On January 22, 2016, the Food and Drug Administration (FDA) issued draft guidance on cybersecurity risks associated with medical devices, and addressed steps that device manufacturers should take to mitigate such risks. The guidance, titled Postmarket Management of Cybersecurity in Medical Devices (Postmarket), is intended to clarify the FDA’s recommendations and emphasize the importance of monitoring, identifying, and addressing cybersecurity vulnerabilities in medical devices once they are on the market. It applies to those medical devices that contain software (including firmware) or programmable logic, and to software that itself is a medical device.

The FDA’s guidance is the latest in a continuing effort to address ongoing cybersecurity threats standing in the way of safe and effective healthcare. It follows the FDA’s heavily criticized premarket guidance from 2014, Content of Premarket Submissions for Management of Cybersecurity in Medical Devices, and also builds on steps the federal government has taken in recent years, including executive orders aimed at improving cybersecurity infrastructure and promoting cybersecurity information sharing, and a public workshop hosted by various federal agencies to discuss collaborative approaches to the issue. Incorporating guidance from these and other findings, Postmarket provides medical device manufacturers with the FDA’s current thinking on how best to institute a comprehensive risk-management framework.

What Steps Should I Take to Best Mitigate Risk?

Postmarket discusses numerous steps which manufacturers should take to help mitigate cybersecurity risks of postmarket devices. Some of these steps include:

  • Applying the 2014 National Institute of Standards and Technology’s (NIST) Framework for Improving Critical Infrastructure Cybersecurity. This voluntary guidance incorporates the core principles of Identify, Protect, Detect, Respond, and Recover. The FDA maintains that implementing a framework that includes these five principles is integral to any comprehensive plan to manage postmarket cybersecurity threats, and provides device manufacturers detailed guidance on how to implement this framework effectively.
  • Participating in an Information Sharing Analysis Organization (ISAO). As was first suggested by President Obama in a February 2015 executive order titled Promoting Private Sector Cybersecurity Information Sharing, the FDA believes that ISAOs are key information sharing vehicles between the private and public sectors and considers voluntary participation in an ISAO a critical component of an effective approach to managing cybersecurity threats. In some cases, participation in an ISAO may relieve a manufacturer of certain federal reporting requirements.

Furthermore, the FDA encourages manufacturers to abide by federal code and implement a comprehensive cybersecurity risk management program which addresses, among other things, vulnerabilities which may permit the unauthorized access, modification, misuse, or denial of use, or the unauthorized use of information that is stored, accessed, or transferred from a medical device to an external recipient which may impact patient safety. Critical aspects of such a program include:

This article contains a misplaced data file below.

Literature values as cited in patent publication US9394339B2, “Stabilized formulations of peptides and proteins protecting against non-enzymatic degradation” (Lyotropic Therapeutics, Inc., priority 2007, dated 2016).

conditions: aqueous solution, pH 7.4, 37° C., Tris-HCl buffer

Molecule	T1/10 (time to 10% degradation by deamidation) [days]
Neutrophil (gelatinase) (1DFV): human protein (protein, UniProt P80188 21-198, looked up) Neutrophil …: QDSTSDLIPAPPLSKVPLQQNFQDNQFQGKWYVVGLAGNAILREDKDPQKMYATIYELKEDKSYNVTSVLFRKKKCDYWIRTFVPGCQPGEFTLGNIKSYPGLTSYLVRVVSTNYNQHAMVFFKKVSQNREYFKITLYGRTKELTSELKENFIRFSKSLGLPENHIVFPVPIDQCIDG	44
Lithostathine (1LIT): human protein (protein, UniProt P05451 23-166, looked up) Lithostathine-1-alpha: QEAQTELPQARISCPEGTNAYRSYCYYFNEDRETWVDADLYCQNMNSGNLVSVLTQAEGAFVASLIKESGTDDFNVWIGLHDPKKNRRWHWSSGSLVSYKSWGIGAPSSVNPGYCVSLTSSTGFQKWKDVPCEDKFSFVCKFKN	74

• Monitoring cybersecurity information sources for identification and detection of cybersecurity vulnerabilities and risk;
  • Understanding, assessing, and detecting the presence and impact of a vulnerability;
  • Establishing and communicating processes for vulnerability intake and handling;
  • Clearly defining essential clinical performance to develop mitigations to protect against, respond to and recover from the cybersecurity risk;
  • Adopting a coordinated vulnerability disclosure policy and practice; and
  • Deploying mitigations that address cybersecurity risk earlier and prior to exploitation.

What Should I Do if I Find Vulnerabilities?

In most cases where cybersecurity vulnerability is present, corrective actions taken by manufacturers to address it will be considered “routine updates or patches” and will not require advance notification, additional premarket review, or reporting under federal regulations. However, where vulnerabilities compromise the essential clinical performance of a device and present a reasonable probability of serious adverse health consequences or death, the agency will require notice.

Where vulnerabilities are quickly addressed in a manner that “sufficiently reduces the risk of harm to patients,” and where certain conditions are met, the agency does not intend to enforce urgent reporting requirements. These conditions include:

  • There are no known serious adverse events or deaths associated with the vulnerability.
  • Within 30 days of learning of the vulnerability, the manufacturer identifies and implements device changes and/or compensating controls to bring the residual risk to an acceptable level and notifies users.
  • The manufacturer is a participating member of an ISAO.

The latest FDA guidance underscores the federal government’s commitment to mitigating growing cybersecurity threats in the healthcare sector. It also signals the importance to medical device manufacturers of being proactive in their efforts to mitigate cybersecurity threats, not only in design and implementation, but also in the continued use of their devices. Those device manufacturers that take proactive measures using the framework provided by the FDA may be subject to less scrutiny and fewer federal reporting requirements, and will be best positioned to effectively manage unforeseen threats to patient safety.

The FDA is seeking public comment on this draft guidance through April 21, 2016.